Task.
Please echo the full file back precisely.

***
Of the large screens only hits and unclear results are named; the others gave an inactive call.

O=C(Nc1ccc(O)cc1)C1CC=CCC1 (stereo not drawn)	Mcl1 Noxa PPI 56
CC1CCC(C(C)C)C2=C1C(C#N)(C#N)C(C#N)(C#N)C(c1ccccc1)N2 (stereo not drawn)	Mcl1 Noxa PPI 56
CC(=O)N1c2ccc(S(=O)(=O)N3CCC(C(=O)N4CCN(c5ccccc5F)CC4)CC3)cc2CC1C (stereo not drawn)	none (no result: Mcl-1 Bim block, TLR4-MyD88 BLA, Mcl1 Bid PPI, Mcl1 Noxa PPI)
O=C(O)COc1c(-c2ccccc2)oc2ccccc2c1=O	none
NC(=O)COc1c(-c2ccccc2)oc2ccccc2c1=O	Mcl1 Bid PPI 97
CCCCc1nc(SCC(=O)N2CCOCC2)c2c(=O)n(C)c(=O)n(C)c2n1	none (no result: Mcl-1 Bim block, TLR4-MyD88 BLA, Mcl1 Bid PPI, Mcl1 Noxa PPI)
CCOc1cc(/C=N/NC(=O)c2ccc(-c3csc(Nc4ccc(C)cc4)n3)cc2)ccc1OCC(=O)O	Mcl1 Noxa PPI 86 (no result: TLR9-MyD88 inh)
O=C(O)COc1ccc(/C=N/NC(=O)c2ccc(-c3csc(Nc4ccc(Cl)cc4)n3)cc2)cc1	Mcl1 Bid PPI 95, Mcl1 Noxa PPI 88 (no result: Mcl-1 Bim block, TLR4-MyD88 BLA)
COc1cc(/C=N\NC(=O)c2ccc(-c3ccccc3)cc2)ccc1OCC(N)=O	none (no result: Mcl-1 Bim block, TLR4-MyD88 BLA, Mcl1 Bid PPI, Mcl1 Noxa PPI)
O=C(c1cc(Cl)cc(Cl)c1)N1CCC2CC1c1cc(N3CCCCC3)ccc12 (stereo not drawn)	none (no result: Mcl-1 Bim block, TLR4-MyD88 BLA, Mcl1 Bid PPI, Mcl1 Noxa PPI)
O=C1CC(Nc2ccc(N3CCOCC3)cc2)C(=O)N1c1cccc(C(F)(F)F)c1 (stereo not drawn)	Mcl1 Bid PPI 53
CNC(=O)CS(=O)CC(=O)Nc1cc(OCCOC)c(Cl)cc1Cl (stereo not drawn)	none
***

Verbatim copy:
Of the large screens only hits and unclear results are named; the others gave an inactive call.

O=C(Nc1ccc(O)cc1)C1CC=CCC1 (stereo not drawn)	Mcl1 Noxa PPI 56
CC1CCC(C(C)C)C2=C1C(C#N)(C#N)C(C#N)(C#N)C(c1ccccc1)N2 (stereo not drawn)	Mcl1 Noxa PPI 56
CC(=O)N1c2ccc(S(=O)(=O)N3CCC(C(=O)N4CCN(c5ccccc5F)CC4)CC3)cc2CC1C (stereo not drawn)	none (no result: Mcl-1 Bim block, TLR4-MyD88 BLA, Mcl1 Bid PPI, Mcl1 Noxa PPI)
O=C(O)COc1c(-c2ccccc2)oc2ccccc2c1=O	none
NC(=O)COc1c(-c2ccccc2)oc2ccccc2c1=O	Mcl1 Bid PPI 97
CCCCc1nc(SCC(=O)N2CCOCC2)c2c(=O)n(C)c(=O)n(C)c2n1	none (no result: Mcl-1 Bim block, TLR4-MyD88 BLA, Mcl1 Bid PPI, Mcl1 Noxa PPI)
CCOc1cc(/C=N/NC(=O)c2ccc(-c3csc(Nc4ccc(C)cc4)n3)cc2)ccc1OCC(=O)O	Mcl1 Noxa PPI 86 (no result: TLR9-MyD88 inh)
O=C(O)COc1ccc(/C=N/NC(=O)c2ccc(-c3csc(Nc4ccc(Cl)cc4)n3)cc2)cc1	Mcl1 Bid PPI 95, Mcl1 Noxa PPI 88 (no result: Mcl-1 Bim block, TLR4-MyD88 BLA)
COc1cc(/C=N\NC(=O)c2ccc(-c3ccccc3)cc2)ccc1OCC(N)=O	none (no result: Mcl-1 Bim block, TLR4-MyD88 BLA, Mcl1 Bid PPI, Mcl1 Noxa PPI)
O=C(c1cc(Cl)cc(Cl)c1)N1CCC2CC1c1cc(N3CCCCC3)ccc12 (stereo not drawn)	none (no result: Mcl-1 Bim block, TLR4-MyD88 BLA, Mcl1 Bid PPI, Mcl1 Noxa PPI)
O=C1CC(Nc2ccc(N3CCOCC3)cc2)C(=O)N1c1cccc(C(F)(F)F)c1 (stereo not drawn)	Mcl1 Bid PPI 53
CNC(=O)CS(=O)CC(=O)Nc1cc(OCCOC)c(Cl)cc1Cl (stereo not drawn)	none